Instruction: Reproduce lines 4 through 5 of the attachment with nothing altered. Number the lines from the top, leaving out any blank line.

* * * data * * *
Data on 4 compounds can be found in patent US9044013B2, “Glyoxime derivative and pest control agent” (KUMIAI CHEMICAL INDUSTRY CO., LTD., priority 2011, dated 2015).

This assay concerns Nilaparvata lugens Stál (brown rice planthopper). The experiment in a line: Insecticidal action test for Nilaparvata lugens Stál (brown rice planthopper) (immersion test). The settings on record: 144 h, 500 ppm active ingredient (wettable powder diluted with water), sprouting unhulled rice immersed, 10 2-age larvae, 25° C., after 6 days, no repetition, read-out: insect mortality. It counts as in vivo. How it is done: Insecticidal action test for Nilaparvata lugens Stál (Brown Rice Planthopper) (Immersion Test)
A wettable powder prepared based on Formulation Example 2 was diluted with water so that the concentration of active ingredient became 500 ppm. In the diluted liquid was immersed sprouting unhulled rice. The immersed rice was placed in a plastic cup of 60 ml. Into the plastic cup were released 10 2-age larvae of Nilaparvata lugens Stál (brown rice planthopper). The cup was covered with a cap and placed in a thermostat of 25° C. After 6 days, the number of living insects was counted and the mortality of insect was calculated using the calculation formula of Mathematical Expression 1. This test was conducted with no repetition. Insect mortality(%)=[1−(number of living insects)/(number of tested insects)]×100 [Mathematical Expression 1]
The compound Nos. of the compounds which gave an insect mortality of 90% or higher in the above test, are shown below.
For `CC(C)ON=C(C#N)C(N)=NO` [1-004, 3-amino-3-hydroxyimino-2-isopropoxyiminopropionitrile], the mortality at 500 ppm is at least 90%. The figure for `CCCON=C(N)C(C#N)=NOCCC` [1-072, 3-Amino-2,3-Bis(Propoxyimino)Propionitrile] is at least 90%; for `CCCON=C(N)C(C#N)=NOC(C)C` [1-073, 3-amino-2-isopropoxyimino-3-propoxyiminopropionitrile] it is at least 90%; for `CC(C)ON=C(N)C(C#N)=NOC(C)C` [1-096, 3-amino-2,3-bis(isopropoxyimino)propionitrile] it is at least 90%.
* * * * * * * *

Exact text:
The compound Nos. of the compounds which gave an insect mortality of 90% or higher in the above test, are shown below.
For `CC(C)ON=C(C#N)C(N)=NO` [1-004, 3-amino-3-hydroxyimino-2-isopropoxyiminopropionitrile], the mortality at 500 ppm is at least 90%. The figure for `CCCON=C(N)C(C#N)=NOCCC` [1-072, 3-Amino-2,3-Bis(Propoxyimino)Propionitrile] is at least 90%; for `CCCON=C(N)C(C#N)=NOC(C)C` [1-073, 3-amino-2-isopropoxyimino-3-propoxyiminopropionitrile] it is at least 90%; for `CC(C)ON=C(N)C(C#N)=NOC(C)C` [1-096, 3-amino-2,3-bis(isopropoxyimino)propionitrile] it is at least 90%.